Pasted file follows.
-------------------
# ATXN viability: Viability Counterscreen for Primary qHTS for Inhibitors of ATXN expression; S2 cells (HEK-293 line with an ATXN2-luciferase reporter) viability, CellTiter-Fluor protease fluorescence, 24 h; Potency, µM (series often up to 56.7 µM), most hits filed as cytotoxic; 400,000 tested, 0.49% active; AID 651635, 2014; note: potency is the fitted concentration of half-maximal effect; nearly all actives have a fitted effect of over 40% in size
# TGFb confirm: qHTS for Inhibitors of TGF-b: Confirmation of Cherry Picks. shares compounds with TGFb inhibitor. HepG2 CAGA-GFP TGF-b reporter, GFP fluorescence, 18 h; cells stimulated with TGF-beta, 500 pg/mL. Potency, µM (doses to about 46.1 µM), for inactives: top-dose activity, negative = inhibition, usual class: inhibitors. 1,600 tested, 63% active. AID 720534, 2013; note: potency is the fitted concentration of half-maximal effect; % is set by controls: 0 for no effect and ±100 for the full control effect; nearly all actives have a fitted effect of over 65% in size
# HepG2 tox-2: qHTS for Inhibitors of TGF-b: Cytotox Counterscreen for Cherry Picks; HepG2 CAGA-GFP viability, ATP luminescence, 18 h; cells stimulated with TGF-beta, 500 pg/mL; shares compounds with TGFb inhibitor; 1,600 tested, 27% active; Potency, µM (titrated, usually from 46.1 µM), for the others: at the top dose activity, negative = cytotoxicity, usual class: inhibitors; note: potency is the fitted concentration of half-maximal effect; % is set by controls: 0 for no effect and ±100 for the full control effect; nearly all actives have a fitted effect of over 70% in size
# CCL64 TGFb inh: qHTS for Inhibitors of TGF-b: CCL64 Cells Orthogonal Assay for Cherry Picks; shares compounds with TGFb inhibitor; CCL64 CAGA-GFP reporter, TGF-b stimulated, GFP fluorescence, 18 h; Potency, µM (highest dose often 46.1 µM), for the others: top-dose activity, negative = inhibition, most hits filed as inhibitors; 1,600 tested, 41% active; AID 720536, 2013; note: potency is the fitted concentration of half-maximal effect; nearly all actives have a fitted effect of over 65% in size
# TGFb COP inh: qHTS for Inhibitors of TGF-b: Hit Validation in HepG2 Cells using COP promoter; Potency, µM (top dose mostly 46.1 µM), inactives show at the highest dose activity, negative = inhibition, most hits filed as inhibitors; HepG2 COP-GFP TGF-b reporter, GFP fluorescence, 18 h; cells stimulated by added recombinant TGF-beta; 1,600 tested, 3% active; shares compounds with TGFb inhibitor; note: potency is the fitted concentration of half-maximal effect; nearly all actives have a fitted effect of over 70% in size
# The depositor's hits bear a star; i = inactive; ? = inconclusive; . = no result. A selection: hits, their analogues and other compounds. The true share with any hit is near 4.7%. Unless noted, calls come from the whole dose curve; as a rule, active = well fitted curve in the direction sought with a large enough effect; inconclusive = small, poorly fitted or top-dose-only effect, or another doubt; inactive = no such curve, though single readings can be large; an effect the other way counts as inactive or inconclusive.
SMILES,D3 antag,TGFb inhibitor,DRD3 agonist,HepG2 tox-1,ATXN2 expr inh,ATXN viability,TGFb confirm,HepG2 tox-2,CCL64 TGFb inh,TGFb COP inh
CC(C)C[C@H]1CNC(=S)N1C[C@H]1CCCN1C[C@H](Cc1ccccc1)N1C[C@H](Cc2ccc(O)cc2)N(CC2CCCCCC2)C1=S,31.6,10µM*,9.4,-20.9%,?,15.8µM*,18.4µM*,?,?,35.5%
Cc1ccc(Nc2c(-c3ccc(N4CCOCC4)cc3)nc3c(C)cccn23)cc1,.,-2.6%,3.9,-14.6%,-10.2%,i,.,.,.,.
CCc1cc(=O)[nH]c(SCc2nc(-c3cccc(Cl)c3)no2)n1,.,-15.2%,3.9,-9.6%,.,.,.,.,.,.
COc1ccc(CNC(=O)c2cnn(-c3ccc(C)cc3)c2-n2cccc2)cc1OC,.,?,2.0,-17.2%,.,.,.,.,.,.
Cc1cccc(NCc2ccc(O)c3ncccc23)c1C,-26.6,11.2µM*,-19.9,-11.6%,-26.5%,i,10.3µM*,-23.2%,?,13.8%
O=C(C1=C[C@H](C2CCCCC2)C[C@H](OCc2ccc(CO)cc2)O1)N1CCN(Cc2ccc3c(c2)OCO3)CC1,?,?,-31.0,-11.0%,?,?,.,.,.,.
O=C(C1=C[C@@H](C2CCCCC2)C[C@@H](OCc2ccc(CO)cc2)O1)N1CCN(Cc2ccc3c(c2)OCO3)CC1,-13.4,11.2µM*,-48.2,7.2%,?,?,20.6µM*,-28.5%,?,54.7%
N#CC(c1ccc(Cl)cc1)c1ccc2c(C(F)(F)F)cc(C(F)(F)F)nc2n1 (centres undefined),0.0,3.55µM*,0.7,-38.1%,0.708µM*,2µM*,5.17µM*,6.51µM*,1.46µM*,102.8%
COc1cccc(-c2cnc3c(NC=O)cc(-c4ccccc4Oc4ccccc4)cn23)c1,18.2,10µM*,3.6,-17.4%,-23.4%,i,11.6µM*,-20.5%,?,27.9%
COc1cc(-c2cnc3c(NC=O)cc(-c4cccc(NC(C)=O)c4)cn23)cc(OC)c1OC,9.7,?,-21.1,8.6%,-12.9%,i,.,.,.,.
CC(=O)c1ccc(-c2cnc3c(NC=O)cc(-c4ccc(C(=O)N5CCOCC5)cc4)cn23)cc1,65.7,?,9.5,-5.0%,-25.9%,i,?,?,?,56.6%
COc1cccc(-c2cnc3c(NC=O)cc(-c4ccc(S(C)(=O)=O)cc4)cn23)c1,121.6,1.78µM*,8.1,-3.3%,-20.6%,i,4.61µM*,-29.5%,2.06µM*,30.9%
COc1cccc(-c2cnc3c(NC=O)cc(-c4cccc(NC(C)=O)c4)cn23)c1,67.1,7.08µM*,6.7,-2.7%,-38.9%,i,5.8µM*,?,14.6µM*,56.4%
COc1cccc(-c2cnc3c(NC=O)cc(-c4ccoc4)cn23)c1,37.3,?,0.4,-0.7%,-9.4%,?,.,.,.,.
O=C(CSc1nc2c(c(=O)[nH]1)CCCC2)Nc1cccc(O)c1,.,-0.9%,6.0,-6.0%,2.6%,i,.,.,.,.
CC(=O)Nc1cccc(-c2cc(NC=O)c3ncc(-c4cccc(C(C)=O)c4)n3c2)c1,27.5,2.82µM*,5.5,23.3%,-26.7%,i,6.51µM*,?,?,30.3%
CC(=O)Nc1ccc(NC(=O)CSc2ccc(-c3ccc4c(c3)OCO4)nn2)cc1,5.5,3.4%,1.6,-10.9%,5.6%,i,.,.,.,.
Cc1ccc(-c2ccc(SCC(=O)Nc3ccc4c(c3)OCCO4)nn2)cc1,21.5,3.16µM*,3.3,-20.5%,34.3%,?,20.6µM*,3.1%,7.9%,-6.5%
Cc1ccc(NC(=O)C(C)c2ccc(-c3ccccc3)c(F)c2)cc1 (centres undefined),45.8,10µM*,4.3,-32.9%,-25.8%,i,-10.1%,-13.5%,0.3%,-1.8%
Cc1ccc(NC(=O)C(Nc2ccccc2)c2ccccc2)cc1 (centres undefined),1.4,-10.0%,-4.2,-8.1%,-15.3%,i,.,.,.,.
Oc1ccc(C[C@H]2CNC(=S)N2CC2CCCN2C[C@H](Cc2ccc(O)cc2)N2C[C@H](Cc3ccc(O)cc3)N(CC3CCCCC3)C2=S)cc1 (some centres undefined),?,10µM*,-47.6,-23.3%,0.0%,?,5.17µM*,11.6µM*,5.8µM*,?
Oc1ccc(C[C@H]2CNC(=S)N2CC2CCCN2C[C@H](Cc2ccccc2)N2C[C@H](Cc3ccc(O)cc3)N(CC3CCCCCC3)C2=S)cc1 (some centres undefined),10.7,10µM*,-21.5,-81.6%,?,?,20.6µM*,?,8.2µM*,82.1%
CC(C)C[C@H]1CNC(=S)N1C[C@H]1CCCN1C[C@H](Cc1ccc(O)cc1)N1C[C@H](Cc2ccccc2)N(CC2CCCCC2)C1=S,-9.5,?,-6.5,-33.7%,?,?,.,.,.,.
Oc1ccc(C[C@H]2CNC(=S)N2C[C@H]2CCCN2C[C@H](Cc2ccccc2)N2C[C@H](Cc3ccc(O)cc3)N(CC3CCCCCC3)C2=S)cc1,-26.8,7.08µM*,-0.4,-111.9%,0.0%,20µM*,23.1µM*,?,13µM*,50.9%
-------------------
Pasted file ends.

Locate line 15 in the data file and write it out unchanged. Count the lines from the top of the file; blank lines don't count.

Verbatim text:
N#CC(c1ccc(Cl)cc1)c1ccc2c(C(F)(F)F)cc(C(F)(F)F)nc2n1 (centres undefined),0.0,3.55µM*,0.7,-38.1%,0.708µM*,2µM*,5.17µM*,6.51µM*,1.46µM*,102.8%